The Chevrolet Corvette is a high performance icon, and people who count themselves as owners have joined a brotherhood of horsepower. These men (and women) pray at the altar of crude oil, to a pantheon of automotive legends including Stingray, Grand Sport, and ZR1. Appeasement of these mighty gods has always carried a cost though; you must offer them a costly sacrifice of fuel if you wish to taste their power. And as we all know, that fuel doesn’t come cheap these days.
So does that excuse the heresy of Wayne Bickley? He took his 1996 C4 Corvette and replaced the supercharged 396 CI engine with an all-electric drivetrain. From horsepower to treehugger? What happened here?
According to Wayne, the conversion was made in large part due to California’s restrictive emissions and smog laws. The Corvette has been on the road for at least two years now, so the the record spike in gas prices in 2008 may have also contributed to the conversion. After all, the supercharged 396 costs a lot of money to keep on the road, so this could just be about economics. Waynes corresponding profile on EvAlbum, Wayne’s Corvette has 18 16-volt batteries wired in series that provide 288 volts of power. He also has a build thread over at the Corvette Forums where a surprising number of members have voiced their support.
288-volts sounds like a lot, though the Amp-hour capacity of the battery bank only provides about 20 miles of driving range according to the web profile. But the Corvette is set up for “spirited driving” and “range is not important.” Apparently neither is heat, as there is no heater in the Corvette (though judging by the weather in San Bernadino, California, Wayne probably doesn’t need it.) The top speed is only about 85 MPH, which is sure to cause some of the Corvette faithful to cringe, and judging from the driving videos, this isn’t exactly a Tesla Roadster either, though with the right setup EV’s can be pretty quick, as the all-electric Camaro showed us.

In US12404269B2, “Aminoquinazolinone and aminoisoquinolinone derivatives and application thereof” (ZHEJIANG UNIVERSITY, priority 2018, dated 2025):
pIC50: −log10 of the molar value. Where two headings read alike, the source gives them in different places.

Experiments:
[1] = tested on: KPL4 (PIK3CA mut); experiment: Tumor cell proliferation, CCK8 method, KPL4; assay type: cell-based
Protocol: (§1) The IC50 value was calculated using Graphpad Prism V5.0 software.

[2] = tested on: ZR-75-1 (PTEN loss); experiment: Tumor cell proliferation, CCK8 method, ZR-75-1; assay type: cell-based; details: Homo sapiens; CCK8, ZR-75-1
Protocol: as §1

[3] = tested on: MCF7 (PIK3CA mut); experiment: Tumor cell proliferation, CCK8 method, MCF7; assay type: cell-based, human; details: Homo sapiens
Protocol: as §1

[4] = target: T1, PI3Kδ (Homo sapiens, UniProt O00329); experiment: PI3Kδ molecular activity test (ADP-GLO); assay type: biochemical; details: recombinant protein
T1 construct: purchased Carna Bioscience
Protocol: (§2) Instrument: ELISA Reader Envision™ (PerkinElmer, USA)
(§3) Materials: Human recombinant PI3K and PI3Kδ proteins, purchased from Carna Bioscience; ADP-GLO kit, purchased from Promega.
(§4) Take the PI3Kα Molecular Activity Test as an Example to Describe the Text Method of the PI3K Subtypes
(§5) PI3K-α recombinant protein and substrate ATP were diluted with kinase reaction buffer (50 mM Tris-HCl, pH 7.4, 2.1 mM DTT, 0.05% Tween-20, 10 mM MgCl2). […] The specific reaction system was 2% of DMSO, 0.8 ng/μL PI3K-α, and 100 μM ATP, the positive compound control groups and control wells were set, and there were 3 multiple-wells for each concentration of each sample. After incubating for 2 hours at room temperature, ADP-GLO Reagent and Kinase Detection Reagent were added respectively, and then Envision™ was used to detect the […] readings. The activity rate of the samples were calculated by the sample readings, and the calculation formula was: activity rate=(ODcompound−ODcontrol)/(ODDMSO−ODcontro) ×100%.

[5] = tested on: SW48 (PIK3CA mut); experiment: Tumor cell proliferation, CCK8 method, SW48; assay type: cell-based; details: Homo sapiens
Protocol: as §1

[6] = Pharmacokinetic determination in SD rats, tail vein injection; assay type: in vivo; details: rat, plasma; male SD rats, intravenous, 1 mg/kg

Chalk that up to the 28.5 horsepower Advanced DC electric motor, which is connected to the clutchless six-speed ZF transmission (which replaced an automatic transmission). In fairness though, electric motors are better known for their torque, and this motor provides plenty to move this 3,400 pound ‘Vette along at a respectable, if not fast, pace. It’s a hell of a lot better than driving a Prius, 20 mile range or not. And Wayne has done a nice job, ensuring that the tachometer and speedo still work, and even utilizing the original ignition switch to start the EV ‘Vette up.
Wayne was able to do the whole conversion in 3 months after work, but judging by the previous drivetrain, he’s also a fan of big horsepower. His next plans include a much bigger electric motor that will provide up to 250 horsepower and a whole lot of torque at 0 RPM. We think this is a cool one-off project because hey, why not? There is no qualification for liking cars, and as long as everybody with a Corvette doesn’t rush out to convert their cars to electric (yeah, right), then we say more power to Wayne for daring to be different. But what about you?